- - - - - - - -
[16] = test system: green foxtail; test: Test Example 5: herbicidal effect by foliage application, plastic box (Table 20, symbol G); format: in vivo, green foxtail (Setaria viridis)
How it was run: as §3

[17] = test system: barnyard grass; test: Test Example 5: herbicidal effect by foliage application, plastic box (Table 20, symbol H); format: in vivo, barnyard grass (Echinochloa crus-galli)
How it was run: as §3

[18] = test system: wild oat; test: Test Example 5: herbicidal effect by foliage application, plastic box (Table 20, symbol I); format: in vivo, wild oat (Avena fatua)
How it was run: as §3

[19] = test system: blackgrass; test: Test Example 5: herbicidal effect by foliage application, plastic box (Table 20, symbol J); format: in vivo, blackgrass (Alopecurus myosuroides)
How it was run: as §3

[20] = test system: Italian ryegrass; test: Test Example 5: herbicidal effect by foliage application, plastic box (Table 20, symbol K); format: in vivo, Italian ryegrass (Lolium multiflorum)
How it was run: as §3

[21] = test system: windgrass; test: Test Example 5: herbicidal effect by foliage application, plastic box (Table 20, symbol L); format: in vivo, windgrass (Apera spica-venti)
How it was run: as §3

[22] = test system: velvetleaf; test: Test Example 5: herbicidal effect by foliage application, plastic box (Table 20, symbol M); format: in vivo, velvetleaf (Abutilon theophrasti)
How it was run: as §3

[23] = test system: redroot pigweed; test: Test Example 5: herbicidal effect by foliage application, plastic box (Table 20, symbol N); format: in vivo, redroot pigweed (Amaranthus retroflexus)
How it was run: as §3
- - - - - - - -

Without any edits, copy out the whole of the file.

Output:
[16] = test system: green foxtail; test: Test Example 5: herbicidal effect by foliage application, plastic box (Table 20, symbol G); format: in vivo, green foxtail (Setaria viridis)
How it was run: as §3

[17] = test system: barnyard grass; test: Test Example 5: herbicidal effect by foliage application, plastic box (Table 20, symbol H); format: in vivo, barnyard grass (Echinochloa crus-galli)
How it was run: as §3

[18] = test system: wild oat; test: Test Example 5: herbicidal effect by foliage application, plastic box (Table 20, symbol I); format: in vivo, wild oat (Avena fatua)
How it was run: as §3

[19] = test system: blackgrass; test: Test Example 5: herbicidal effect by foliage application, plastic box (Table 20, symbol J); format: in vivo, blackgrass (Alopecurus myosuroides)
How it was run: as §3

[20] = test system: Italian ryegrass; test: Test Example 5: herbicidal effect by foliage application, plastic box (Table 20, symbol K); format: in vivo, Italian ryegrass (Lolium multiflorum)
How it was run: as §3

[21] = test system: windgrass; test: Test Example 5: herbicidal effect by foliage application, plastic box (Table 20, symbol L); format: in vivo, windgrass (Apera spica-venti)
How it was run: as §3

[22] = test system: velvetleaf; test: Test Example 5: herbicidal effect by foliage application, plastic box (Table 20, symbol M); format: in vivo, velvetleaf (Abutilon theophrasti)
How it was run: as §3

[23] = test system: redroot pigweed; test: Test Example 5: herbicidal effect by foliage application, plastic box (Table 20, symbol N); format: in vivo, redroot pigweed (Amaranthus retroflexus)
How it was run: as §3